Using Rituals and Routines to Ease Toddler Tug-of-War

Toddler Whispering Workshop -- Lesson 2

In the previous lesson, you learned how to use the strategy H.E.L.P. to know when to hold back, when to step in, and how to encourage your toddler's independence while still imposing limits. H.E.L.P provides an essential foundation on which sound parenting is built. Equally important is the idea of maintaining a structured routine.

Routines enable children to understand what's coming next and what they can expect, as well as what's expected of them. This familiarity is both reassuring and confirming to young children, regardless of their temperament. (Take this quiz to find out what type of temperament your toddler has.) Routines structure the way we handle the "givens" in a child's daily life: waking, mealtimes, bath and bedtime. Most of these daily routines are "unconscious rituals" -- we tend to perform them without thinking of their significance. For example, a good-morning hug, a wave bye-bye and a good-night kiss are all rituals of connection. The trick for parents is to become more conscious of these everyday moments and to make them more purposeful.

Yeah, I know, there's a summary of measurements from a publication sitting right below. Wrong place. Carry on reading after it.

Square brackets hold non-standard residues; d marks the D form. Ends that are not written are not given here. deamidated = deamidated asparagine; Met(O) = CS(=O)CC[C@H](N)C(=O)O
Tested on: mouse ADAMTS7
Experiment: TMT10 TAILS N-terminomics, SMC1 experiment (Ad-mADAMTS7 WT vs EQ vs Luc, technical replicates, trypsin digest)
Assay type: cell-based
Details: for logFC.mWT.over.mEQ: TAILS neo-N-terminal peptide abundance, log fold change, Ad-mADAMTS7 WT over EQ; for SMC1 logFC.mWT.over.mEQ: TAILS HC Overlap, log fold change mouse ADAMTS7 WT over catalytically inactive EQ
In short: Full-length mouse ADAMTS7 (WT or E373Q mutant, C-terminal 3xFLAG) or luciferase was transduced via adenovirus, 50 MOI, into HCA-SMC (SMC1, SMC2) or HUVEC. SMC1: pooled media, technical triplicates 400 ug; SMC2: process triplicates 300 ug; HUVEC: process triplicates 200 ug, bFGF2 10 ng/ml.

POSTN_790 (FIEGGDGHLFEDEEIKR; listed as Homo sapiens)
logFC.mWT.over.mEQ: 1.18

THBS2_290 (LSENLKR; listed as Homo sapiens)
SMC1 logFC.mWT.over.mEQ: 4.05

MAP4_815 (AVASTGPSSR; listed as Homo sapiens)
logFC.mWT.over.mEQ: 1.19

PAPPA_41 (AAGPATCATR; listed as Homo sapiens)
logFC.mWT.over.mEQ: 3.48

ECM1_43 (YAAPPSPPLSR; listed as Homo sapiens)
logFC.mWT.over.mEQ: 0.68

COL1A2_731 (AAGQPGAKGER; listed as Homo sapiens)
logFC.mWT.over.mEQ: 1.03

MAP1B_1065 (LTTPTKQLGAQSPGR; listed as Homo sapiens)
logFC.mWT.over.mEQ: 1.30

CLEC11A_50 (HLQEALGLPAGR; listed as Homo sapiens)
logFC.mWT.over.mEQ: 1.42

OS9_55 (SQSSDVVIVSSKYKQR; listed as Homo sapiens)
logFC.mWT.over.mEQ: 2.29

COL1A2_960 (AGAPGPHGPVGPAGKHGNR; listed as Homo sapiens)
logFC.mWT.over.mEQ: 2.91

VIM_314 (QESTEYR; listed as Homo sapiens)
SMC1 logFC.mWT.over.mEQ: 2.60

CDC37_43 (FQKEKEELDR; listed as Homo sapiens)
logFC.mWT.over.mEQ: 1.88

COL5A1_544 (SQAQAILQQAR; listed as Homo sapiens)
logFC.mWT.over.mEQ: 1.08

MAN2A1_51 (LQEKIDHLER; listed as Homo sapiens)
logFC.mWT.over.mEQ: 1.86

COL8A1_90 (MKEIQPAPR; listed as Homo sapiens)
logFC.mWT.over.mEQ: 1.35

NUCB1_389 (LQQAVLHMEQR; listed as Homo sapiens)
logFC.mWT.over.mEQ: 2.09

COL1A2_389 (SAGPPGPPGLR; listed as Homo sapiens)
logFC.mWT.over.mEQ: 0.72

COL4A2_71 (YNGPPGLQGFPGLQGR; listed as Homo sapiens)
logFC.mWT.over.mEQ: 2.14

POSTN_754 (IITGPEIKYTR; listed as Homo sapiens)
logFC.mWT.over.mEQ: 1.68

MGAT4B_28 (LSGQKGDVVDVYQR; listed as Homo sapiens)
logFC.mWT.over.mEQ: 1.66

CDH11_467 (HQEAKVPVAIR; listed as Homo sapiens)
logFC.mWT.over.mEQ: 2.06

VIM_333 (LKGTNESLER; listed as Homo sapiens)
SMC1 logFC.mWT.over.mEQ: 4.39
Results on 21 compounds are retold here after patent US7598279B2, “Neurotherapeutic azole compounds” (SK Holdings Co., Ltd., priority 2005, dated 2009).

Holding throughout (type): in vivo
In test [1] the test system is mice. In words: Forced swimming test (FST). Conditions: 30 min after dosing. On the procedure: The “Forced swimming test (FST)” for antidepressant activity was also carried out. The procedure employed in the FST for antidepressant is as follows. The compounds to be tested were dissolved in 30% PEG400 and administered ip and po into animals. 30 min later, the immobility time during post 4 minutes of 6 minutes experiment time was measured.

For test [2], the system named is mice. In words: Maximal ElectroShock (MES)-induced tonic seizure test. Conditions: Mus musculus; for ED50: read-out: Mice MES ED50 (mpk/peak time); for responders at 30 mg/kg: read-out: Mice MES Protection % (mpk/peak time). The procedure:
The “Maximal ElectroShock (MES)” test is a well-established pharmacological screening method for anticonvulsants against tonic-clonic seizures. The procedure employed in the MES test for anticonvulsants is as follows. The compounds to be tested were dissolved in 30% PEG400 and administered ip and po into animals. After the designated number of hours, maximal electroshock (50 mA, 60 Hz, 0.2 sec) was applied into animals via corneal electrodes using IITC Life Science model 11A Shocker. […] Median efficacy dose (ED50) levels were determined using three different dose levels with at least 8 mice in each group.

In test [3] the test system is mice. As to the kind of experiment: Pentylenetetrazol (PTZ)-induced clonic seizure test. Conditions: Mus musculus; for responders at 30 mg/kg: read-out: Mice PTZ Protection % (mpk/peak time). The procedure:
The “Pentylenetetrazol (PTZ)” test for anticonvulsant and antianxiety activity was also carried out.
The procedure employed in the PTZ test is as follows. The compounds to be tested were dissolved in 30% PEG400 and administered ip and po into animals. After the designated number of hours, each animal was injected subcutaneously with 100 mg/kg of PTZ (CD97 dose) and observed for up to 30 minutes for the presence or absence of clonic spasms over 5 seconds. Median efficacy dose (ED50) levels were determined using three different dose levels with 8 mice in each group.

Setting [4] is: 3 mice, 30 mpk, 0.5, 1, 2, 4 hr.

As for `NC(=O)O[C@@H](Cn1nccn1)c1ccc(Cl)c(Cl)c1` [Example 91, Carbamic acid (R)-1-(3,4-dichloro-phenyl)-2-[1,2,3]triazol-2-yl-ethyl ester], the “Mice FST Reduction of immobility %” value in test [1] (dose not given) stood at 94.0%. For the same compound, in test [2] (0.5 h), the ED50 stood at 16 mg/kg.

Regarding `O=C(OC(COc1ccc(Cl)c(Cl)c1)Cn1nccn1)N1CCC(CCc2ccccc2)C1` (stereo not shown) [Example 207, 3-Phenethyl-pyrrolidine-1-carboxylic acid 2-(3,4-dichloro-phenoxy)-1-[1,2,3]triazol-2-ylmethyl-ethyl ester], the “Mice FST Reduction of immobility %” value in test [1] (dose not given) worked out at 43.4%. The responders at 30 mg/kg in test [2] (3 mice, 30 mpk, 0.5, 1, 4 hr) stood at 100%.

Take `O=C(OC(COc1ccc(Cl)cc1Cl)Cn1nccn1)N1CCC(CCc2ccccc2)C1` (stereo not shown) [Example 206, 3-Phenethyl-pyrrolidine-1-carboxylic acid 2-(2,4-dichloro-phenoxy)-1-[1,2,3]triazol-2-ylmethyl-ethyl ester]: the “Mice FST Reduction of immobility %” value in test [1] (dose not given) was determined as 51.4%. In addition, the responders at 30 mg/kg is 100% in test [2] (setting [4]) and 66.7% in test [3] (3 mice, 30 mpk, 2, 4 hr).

Why do kids need routines and rituals?
I tend to use the words "ritual" and routine" interchangeably because the two R's are intertwined. Indeed, whenever you repeat and reinforce an act, you are doing R&R. R&R makes a child's life more stable and predictable -- and can even override a child's temperament. For example, a Touchy Toddler who typically acts up at bedtime will be much happier when a quiet and predictable bedtime routine is in place. A Grouchy Toddler, on the other hand, who usually hates waking up will do better when he's familiar with the morning routine and knows what's coming next.


Next page: More reasons why R&R is so important

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